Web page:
So let’s say it’s been a while since you separated from your child’s other parent and you’ve started dating again. Dating with kids can be complicated, but after a few duds, you’ve found someone you really dig. You wonder when is the right time to introduce the new boo to your kid, and how you’ll do it.
There are endless worries.
Is it too soon?
Dating with kids is a matter of the mind, heart, and other intimate areas.
Are they a good role model or better yet, a good parent?
What if we breakup?
Most importantly, what if the baby doesn’t like them???
Dating with kids is a matter of the mind, heart, and other intimate areas. For some, dating is a casual thing, an opportunity for some grown-up company. But for others, there’s a bit more of a serious endgame—wanting to find a life partner, a best friend, someone to grow and build a life with.
When I was dating as a single mom, I really tapped into a number of things to determine if someone was truly deserving of the privilege to meet my daughter. These were some of my biggest considerations when determining whether it was time to introduce my new love interest.
Signs to Look for When You’re Dating With Kids #1: A Respect for Motherhood
Sometimes, when we come across a potential partner who may or may not have children, they don’t seem to understand that when you’re dating with kids, last-minute plans are not a thing. Making plans in advance is a requirement: Babysitters aren’t typically available at the drop of a dime.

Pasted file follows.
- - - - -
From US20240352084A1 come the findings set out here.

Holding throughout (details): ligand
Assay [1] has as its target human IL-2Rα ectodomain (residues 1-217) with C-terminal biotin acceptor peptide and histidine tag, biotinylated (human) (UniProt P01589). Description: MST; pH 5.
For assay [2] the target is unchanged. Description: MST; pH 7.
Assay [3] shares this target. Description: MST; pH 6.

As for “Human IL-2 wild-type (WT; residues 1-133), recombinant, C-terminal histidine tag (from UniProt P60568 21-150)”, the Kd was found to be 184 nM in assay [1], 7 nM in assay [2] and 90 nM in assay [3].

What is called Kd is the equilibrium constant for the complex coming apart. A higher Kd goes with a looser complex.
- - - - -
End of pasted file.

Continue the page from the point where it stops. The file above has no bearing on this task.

Has your new partner caught on to or acknowledged you and your child’s routine? This is important when you want to connect, have nice conversation, and still get your beauty rest.
Let’s say you are an early bird who rises at 5 a.m. and in bed by 10:00 p.m., yet the person you’re dating insists on calling after 11 p.m.
That is a sign that this person isn’t really paying attention to the rhythm of your life and doesn’t respect your need for rest.
Signs to Look for When You’re Dating With Kids #2: A Respect for Kids
When you’re dating with kids, you have to look for evidence that your new bae respects kids.
Do they know how to act and/or are they decent with kids?
Do they have nieces, nephews, mentees, or other children in their community who they interact with regularly?
When you share something about your child, are they uninterested or quick to escape the conversation?
How about when they hear them in the background while you’re on the phone? Do they respond in a thoughtful way?
Listen to what they say and watch what they do.
Signs to Look for When You’re Dating With Kids #3: Relationship Intention
Is this a relationship you plan to have for a long time? Even if you aren’t one for marriage, is this person going to be the partner showing up at all the family events, day parties, and game nights post-COVID?
Do you see yourself growing, adjusting, and evolving with this person, and are they willing to do so for you?
Does this person honor a child’s need for stability and want to be a part of that?
Do you want the same things?
Let’s be honest, birth parent or not, any adult in your child’s life will have a very large impact on shaping who they become, what they believe, and how they behave.